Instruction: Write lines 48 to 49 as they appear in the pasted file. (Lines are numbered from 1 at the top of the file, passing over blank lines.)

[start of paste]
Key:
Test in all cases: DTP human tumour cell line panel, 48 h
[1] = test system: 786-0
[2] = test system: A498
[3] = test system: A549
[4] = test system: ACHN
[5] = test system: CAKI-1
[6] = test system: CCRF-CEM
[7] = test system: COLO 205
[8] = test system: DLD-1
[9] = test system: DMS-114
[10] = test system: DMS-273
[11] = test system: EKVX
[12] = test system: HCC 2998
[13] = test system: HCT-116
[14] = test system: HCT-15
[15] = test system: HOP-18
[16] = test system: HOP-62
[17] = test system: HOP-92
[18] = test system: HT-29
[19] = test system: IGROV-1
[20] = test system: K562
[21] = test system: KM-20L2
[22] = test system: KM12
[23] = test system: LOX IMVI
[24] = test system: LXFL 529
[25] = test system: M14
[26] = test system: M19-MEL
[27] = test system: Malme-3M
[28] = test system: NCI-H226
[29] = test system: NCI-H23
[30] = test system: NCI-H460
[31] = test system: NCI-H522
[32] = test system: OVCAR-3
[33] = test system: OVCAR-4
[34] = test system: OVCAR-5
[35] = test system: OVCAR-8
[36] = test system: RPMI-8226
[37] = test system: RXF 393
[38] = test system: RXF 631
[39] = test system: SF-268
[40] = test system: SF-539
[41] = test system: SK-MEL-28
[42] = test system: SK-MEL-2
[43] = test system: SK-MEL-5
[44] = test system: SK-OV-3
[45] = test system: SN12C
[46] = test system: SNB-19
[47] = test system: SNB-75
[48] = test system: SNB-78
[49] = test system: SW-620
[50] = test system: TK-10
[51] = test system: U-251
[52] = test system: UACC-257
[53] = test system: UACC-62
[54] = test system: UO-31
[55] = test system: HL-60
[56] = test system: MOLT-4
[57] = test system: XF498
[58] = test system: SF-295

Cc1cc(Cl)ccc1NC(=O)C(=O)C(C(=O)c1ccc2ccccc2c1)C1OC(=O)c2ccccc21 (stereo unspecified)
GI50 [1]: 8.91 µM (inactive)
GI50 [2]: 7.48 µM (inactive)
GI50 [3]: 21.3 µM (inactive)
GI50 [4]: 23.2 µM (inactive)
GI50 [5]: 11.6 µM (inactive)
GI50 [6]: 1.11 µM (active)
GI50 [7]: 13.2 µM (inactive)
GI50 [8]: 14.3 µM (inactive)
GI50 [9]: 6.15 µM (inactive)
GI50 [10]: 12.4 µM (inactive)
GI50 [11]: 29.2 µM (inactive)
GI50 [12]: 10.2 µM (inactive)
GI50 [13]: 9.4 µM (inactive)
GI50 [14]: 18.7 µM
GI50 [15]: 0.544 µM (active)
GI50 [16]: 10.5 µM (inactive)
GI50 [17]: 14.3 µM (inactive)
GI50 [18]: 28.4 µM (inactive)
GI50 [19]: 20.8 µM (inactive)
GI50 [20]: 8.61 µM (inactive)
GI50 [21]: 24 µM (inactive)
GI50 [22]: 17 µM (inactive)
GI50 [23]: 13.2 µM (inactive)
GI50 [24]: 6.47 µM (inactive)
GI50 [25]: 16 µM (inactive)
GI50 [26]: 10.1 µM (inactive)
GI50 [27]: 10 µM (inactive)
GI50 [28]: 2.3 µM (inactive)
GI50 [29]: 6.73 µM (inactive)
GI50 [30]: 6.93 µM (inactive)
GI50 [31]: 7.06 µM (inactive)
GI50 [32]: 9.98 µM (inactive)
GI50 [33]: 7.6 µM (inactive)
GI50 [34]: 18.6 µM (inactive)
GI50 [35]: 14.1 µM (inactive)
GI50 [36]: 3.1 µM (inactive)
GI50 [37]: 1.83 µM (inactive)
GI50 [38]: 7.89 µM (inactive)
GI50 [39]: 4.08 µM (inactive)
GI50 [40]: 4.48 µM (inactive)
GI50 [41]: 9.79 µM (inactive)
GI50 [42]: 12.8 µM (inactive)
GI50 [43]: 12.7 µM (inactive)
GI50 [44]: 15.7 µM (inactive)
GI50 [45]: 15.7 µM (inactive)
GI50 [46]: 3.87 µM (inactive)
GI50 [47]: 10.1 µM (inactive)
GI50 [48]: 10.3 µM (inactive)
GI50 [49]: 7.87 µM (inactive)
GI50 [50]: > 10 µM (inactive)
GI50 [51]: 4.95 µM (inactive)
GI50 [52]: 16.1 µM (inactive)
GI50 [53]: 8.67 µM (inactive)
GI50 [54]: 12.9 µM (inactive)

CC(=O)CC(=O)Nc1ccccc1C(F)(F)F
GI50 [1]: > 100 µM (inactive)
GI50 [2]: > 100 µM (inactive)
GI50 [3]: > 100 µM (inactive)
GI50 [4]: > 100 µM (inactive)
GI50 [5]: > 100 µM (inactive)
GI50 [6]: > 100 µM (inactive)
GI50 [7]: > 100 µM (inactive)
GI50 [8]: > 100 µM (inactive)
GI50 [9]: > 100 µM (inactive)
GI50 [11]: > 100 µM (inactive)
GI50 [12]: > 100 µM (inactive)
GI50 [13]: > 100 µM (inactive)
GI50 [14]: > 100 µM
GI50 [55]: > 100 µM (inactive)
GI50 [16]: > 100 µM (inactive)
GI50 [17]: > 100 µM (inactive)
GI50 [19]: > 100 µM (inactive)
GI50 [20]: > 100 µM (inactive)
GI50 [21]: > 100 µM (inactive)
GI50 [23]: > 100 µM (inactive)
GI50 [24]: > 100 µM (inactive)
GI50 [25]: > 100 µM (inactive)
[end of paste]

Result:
[46] = test system: SNB-19
[47] = test system: SNB-75